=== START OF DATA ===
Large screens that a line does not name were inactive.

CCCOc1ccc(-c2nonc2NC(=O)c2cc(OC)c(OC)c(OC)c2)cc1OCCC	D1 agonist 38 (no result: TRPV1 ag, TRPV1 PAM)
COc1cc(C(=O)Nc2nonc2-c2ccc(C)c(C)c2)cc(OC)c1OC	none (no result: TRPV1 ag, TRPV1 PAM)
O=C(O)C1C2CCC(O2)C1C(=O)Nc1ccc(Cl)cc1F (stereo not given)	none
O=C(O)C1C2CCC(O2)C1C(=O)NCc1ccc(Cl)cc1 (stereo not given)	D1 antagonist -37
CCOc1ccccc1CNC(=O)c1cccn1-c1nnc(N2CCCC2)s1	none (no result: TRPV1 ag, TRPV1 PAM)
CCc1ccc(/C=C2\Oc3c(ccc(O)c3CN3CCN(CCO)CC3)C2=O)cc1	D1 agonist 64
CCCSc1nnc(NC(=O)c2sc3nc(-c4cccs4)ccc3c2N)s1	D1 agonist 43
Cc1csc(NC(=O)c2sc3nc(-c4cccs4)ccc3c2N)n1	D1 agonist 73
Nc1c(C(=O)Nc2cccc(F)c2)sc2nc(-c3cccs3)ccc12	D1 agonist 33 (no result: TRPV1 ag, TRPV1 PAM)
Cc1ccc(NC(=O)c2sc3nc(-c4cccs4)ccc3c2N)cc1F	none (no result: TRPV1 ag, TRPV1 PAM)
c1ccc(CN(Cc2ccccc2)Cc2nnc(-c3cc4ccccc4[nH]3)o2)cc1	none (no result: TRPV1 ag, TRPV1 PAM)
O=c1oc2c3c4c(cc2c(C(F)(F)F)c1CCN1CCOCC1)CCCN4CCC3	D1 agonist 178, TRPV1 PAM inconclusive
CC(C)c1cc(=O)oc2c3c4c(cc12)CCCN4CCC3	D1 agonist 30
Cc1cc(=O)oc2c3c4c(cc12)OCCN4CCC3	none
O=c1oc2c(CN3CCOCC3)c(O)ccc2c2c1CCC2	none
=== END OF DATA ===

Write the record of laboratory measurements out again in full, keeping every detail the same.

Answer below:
Large screens that a line does not name were inactive.

CCCOc1ccc(-c2nonc2NC(=O)c2cc(OC)c(OC)c(OC)c2)cc1OCCC	D1 agonist 38 (no result: TRPV1 ag, TRPV1 PAM)
COc1cc(C(=O)Nc2nonc2-c2ccc(C)c(C)c2)cc(OC)c1OC	none (no result: TRPV1 ag, TRPV1 PAM)
O=C(O)C1C2CCC(O2)C1C(=O)Nc1ccc(Cl)cc1F (stereo not given)	none
O=C(O)C1C2CCC(O2)C1C(=O)NCc1ccc(Cl)cc1 (stereo not given)	D1 antagonist -37
CCOc1ccccc1CNC(=O)c1cccn1-c1nnc(N2CCCC2)s1	none (no result: TRPV1 ag, TRPV1 PAM)
CCc1ccc(/C=C2\Oc3c(ccc(O)c3CN3CCN(CCO)CC3)C2=O)cc1	D1 agonist 64
CCCSc1nnc(NC(=O)c2sc3nc(-c4cccs4)ccc3c2N)s1	D1 agonist 43
Cc1csc(NC(=O)c2sc3nc(-c4cccs4)ccc3c2N)n1	D1 agonist 73
Nc1c(C(=O)Nc2cccc(F)c2)sc2nc(-c3cccs3)ccc12	D1 agonist 33 (no result: TRPV1 ag, TRPV1 PAM)
Cc1ccc(NC(=O)c2sc3nc(-c4cccs4)ccc3c2N)cc1F	none (no result: TRPV1 ag, TRPV1 PAM)
c1ccc(CN(Cc2ccccc2)Cc2nnc(-c3cc4ccccc4[nH]3)o2)cc1	none (no result: TRPV1 ag, TRPV1 PAM)
O=c1oc2c3c4c(cc2c(C(F)(F)F)c1CCN1CCOCC1)CCCN4CCC3	D1 agonist 178, TRPV1 PAM inconclusive
CC(C)c1cc(=O)oc2c3c4c(cc12)CCCN4CCC3	D1 agonist 30
Cc1cc(=O)oc2c3c4c(cc12)OCCN4CCC3	none
O=c1oc2c(CN3CCOCC3)c(O)ccc2c2c1CCC2	none